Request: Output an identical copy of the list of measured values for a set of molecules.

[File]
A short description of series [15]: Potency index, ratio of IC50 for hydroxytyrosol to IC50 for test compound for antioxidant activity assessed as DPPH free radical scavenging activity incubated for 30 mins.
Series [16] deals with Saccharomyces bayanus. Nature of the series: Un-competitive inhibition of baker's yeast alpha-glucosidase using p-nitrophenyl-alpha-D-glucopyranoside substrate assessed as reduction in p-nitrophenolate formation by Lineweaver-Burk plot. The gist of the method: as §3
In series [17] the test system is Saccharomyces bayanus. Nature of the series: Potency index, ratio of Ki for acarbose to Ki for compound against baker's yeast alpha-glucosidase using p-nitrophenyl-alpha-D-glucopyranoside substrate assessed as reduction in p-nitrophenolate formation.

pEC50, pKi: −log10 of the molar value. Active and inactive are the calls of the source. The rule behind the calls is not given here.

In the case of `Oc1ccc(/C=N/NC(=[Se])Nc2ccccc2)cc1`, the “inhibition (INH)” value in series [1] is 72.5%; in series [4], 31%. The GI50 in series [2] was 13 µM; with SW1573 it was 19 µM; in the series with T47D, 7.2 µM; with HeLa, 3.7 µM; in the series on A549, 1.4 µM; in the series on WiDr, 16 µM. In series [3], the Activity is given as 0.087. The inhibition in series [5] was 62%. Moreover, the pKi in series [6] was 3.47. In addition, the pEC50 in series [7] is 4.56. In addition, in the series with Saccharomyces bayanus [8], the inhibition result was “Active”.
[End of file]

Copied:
A short description of series [15]: Potency index, ratio of IC50 for hydroxytyrosol to IC50 for test compound for antioxidant activity assessed as DPPH free radical scavenging activity incubated for 30 mins.
Series [16] deals with Saccharomyces bayanus. Nature of the series: Un-competitive inhibition of baker's yeast alpha-glucosidase using p-nitrophenyl-alpha-D-glucopyranoside substrate assessed as reduction in p-nitrophenolate formation by Lineweaver-Burk plot. The gist of the method: as §3
In series [17] the test system is Saccharomyces bayanus. Nature of the series: Potency index, ratio of Ki for acarbose to Ki for compound against baker's yeast alpha-glucosidase using p-nitrophenyl-alpha-D-glucopyranoside substrate assessed as reduction in p-nitrophenolate formation.

pEC50, pKi: −log10 of the molar value. Active and inactive are the calls of the source. The rule behind the calls is not given here.

In the case of `Oc1ccc(/C=N/NC(=[Se])Nc2ccccc2)cc1`, the “inhibition (INH)” value in series [1] is 72.5%; in series [4], 31%. The GI50 in series [2] was 13 µM; with SW1573 it was 19 µM; in the series with T47D, 7.2 µM; with HeLa, 3.7 µM; in the series on A549, 1.4 µM; in the series on WiDr, 16 µM. In series [3], the Activity is given as 0.087. The inhibition in series [5] was 62%. Moreover, the pKi in series [6] was 3.47. In addition, the pEC50 in series [7] is 4.56. In addition, in the series with Saccharomyces bayanus [8], the inhibition result was “Active”.